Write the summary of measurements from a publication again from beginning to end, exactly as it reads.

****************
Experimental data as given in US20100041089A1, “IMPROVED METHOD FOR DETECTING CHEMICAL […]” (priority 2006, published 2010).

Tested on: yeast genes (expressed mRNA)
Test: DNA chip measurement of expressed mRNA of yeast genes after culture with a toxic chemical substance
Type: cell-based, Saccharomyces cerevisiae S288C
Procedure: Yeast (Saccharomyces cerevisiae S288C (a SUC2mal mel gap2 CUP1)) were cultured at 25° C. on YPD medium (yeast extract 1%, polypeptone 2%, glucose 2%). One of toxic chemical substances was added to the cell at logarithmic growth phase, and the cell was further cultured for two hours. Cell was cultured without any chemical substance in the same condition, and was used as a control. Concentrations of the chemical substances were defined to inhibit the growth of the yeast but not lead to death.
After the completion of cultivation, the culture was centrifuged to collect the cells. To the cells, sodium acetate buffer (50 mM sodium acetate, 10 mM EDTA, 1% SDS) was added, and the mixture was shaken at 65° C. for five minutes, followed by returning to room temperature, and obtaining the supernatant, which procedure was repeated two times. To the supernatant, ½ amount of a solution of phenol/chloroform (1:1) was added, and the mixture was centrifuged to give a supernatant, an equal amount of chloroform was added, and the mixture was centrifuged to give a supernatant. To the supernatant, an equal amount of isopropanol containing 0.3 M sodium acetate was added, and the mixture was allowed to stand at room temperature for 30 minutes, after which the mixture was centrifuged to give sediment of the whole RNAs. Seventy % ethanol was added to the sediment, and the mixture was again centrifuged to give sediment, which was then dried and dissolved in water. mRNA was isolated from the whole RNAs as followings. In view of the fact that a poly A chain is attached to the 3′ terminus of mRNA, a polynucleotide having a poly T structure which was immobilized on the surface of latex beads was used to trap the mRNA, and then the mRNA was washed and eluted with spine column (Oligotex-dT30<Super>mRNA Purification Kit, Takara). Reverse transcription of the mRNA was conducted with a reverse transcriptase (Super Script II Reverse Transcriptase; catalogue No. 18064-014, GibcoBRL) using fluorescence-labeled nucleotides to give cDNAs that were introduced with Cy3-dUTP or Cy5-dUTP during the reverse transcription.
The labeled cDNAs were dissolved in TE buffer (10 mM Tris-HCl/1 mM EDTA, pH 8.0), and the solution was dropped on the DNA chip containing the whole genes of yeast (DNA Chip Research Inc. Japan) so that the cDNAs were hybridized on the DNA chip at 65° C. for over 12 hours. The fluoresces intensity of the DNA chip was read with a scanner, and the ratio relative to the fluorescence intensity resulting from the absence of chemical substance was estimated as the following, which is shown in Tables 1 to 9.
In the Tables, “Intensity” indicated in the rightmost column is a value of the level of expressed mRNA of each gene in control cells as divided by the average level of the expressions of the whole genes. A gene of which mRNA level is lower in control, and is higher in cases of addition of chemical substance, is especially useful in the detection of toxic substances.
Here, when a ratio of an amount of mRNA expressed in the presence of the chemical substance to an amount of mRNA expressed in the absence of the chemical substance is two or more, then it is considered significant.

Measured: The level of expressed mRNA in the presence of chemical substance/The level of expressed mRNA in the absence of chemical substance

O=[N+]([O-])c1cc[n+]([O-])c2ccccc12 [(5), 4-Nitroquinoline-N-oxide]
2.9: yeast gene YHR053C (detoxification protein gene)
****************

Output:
Experimental data as given in US20100041089A1, “IMPROVED METHOD FOR DETECTING CHEMICAL […]” (priority 2006, published 2010).

Tested on: yeast genes (expressed mRNA)
Test: DNA chip measurement of expressed mRNA of yeast genes after culture with a toxic chemical substance
Type: cell-based, Saccharomyces cerevisiae S288C
Procedure: Yeast (Saccharomyces cerevisiae S288C (a SUC2mal mel gap2 CUP1)) were cultured at 25° C. on YPD medium (yeast extract 1%, polypeptone 2%, glucose 2%). One of toxic chemical substances was added to the cell at logarithmic growth phase, and the cell was further cultured for two hours. Cell was cultured without any chemical substance in the same condition, and was used as a control. Concentrations of the chemical substances were defined to inhibit the growth of the yeast but not lead to death.
After the completion of cultivation, the culture was centrifuged to collect the cells. To the cells, sodium acetate buffer (50 mM sodium acetate, 10 mM EDTA, 1% SDS) was added, and the mixture was shaken at 65° C. for five minutes, followed by returning to room temperature, and obtaining the supernatant, which procedure was repeated two times. To the supernatant, ½ amount of a solution of phenol/chloroform (1:1) was added, and the mixture was centrifuged to give a supernatant, an equal amount of chloroform was added, and the mixture was centrifuged to give a supernatant. To the supernatant, an equal amount of isopropanol containing 0.3 M sodium acetate was added, and the mixture was allowed to stand at room temperature for 30 minutes, after which the mixture was centrifuged to give sediment of the whole RNAs. Seventy % ethanol was added to the sediment, and the mixture was again centrifuged to give sediment, which was then dried and dissolved in water. mRNA was isolated from the whole RNAs as followings. In view of the fact that a poly A chain is attached to the 3′ terminus of mRNA, a polynucleotide having a poly T structure which was immobilized on the surface of latex beads was used to trap the mRNA, and then the mRNA was washed and eluted with spine column (Oligotex-dT30<Super>mRNA Purification Kit, Takara). Reverse transcription of the mRNA was conducted with a reverse transcriptase (Super Script II Reverse Transcriptase; catalogue No. 18064-014, GibcoBRL) using fluorescence-labeled nucleotides to give cDNAs that were introduced with Cy3-dUTP or Cy5-dUTP during the reverse transcription.
The labeled cDNAs were dissolved in TE buffer (10 mM Tris-HCl/1 mM EDTA, pH 8.0), and the solution was dropped on the DNA chip containing the whole genes of yeast (DNA Chip Research Inc. Japan) so that the cDNAs were hybridized on the DNA chip at 65° C. for over 12 hours. The fluoresces intensity of the DNA chip was read with a scanner, and the ratio relative to the fluorescence intensity resulting from the absence of chemical substance was estimated as the following, which is shown in Tables 1 to 9.
In the Tables, “Intensity” indicated in the rightmost column is a value of the level of expressed mRNA of each gene in control cells as divided by the average level of the expressions of the whole genes. A gene of which mRNA level is lower in control, and is higher in cases of addition of chemical substance, is especially useful in the detection of toxic substances.
Here, when a ratio of an amount of mRNA expressed in the presence of the chemical substance to an amount of mRNA expressed in the absence of the chemical substance is two or more, then it is considered significant.

Measured: The level of expressed mRNA in the presence of chemical substance/The level of expressed mRNA in the absence of chemical substance

O=[N+]([O-])c1cc[n+]([O-])c2ccccc12 [(5), 4-Nitroquinoline-N-oxide]
2.9: yeast gene YHR053C (detoxification protein gene)